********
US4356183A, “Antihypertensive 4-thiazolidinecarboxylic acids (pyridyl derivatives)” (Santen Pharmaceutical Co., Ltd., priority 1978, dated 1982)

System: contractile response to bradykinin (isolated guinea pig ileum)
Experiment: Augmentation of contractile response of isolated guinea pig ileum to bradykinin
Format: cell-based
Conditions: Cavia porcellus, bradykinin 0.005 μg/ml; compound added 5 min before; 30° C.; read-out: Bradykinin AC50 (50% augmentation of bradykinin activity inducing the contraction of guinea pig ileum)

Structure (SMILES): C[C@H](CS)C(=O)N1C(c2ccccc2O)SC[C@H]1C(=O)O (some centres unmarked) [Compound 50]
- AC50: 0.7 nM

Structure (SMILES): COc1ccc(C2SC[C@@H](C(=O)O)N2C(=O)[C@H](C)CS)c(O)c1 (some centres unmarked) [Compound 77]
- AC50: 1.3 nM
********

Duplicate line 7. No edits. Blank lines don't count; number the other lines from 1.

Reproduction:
- AC50: 0.7 nM